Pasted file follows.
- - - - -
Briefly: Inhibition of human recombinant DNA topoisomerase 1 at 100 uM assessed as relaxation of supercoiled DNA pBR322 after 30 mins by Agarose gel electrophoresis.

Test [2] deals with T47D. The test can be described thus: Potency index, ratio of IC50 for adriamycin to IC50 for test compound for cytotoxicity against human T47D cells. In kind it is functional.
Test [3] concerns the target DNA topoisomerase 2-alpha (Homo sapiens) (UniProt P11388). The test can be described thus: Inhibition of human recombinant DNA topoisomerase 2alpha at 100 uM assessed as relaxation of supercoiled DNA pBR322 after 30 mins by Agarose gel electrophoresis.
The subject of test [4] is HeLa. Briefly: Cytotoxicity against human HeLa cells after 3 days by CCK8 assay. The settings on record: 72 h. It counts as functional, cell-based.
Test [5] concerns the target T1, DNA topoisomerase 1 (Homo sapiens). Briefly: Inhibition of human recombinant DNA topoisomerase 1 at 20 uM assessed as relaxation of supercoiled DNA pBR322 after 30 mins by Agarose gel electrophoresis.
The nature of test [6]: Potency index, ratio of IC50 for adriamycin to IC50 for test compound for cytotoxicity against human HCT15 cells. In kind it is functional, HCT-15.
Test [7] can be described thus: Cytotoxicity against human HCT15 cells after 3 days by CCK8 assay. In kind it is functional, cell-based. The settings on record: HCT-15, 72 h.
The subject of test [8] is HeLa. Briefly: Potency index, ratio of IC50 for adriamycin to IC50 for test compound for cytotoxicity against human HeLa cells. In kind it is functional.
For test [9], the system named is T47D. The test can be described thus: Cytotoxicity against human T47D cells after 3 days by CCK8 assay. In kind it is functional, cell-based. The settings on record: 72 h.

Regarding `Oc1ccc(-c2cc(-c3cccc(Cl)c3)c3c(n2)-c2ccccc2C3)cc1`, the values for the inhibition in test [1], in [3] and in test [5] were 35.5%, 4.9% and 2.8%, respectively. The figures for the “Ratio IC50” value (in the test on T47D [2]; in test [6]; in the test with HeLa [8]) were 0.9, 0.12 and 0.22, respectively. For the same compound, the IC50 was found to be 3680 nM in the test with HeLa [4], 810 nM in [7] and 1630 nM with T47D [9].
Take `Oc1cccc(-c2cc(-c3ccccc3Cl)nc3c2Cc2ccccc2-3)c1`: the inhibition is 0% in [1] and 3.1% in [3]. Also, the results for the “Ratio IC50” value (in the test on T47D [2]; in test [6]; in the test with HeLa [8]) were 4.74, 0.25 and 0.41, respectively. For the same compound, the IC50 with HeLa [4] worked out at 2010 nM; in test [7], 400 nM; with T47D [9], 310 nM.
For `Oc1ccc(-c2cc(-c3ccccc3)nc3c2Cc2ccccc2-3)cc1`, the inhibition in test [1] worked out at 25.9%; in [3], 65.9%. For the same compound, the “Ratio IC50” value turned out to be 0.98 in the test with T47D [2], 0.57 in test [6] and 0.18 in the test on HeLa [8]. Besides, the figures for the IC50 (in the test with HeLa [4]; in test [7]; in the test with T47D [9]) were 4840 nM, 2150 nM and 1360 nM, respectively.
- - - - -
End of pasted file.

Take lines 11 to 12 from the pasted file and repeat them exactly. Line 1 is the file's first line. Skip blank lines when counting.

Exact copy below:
Take `Oc1cccc(-c2cc(-c3ccccc3Cl)nc3c2Cc2ccccc2-3)c1`: the inhibition is 0% in [1] and 3.1% in [3]. Also, the results for the “Ratio IC50” value (in the test on T47D [2]; in test [6]; in the test with HeLa [8]) were 4.74, 0.25 and 0.41, respectively. For the same compound, the IC50 with HeLa [4] worked out at 2010 nM; in test [7], 400 nM; with T47D [9], 310 nM.
For `Oc1ccc(-c2cc(-c3ccccc3)nc3c2Cc2ccccc2-3)cc1`, the inhibition in test [1] worked out at 25.9%; in [3], 65.9%. For the same compound, the “Ratio IC50” value turned out to be 0.98 in the test with T47D [2], 0.57 in test [6] and 0.18 in the test on HeLa [8]. Besides, the figures for the IC50 (in the test with HeLa [4]; in test [7]; in the test with T47D [9]) were 4840 nM, 2150 nM and 1360 nM, respectively.